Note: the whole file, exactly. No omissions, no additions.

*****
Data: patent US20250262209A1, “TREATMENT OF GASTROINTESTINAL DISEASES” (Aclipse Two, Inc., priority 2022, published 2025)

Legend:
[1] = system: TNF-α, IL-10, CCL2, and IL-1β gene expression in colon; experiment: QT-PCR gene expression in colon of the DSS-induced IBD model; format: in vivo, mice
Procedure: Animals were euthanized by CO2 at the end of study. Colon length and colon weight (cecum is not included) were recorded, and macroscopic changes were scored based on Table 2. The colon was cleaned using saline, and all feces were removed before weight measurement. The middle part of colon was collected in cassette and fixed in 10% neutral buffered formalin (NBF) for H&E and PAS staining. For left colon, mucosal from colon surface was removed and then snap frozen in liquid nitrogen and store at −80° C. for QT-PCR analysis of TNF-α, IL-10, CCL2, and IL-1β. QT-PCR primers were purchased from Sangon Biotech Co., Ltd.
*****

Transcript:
Data: patent US20250262209A1, “TREATMENT OF GASTROINTESTINAL DISEASES” (Aclipse Two, Inc., priority 2022, published 2025)

Legend:
[1] = system: TNF-α, IL-10, CCL2, and IL-1β gene expression in colon; experiment: QT-PCR gene expression in colon of the DSS-induced IBD model; format: in vivo, mice
Procedure: Animals were euthanized by CO2 at the end of study. Colon length and colon weight (cecum is not included) were recorded, and macroscopic changes were scored based on Table 2. The colon was cleaned using saline, and all feces were removed before weight measurement. The middle part of colon was collected in cassette and fixed in 10% neutral buffered formalin (NBF) for H&E and PAS staining. For left colon, mucosal from colon surface was removed and then snap frozen in liquid nitrogen and store at −80° C. for QT-PCR analysis of TNF-α, IL-10, CCL2, and IL-1β. QT-PCR primers were purchased from Sangon Biotech Co., Ltd.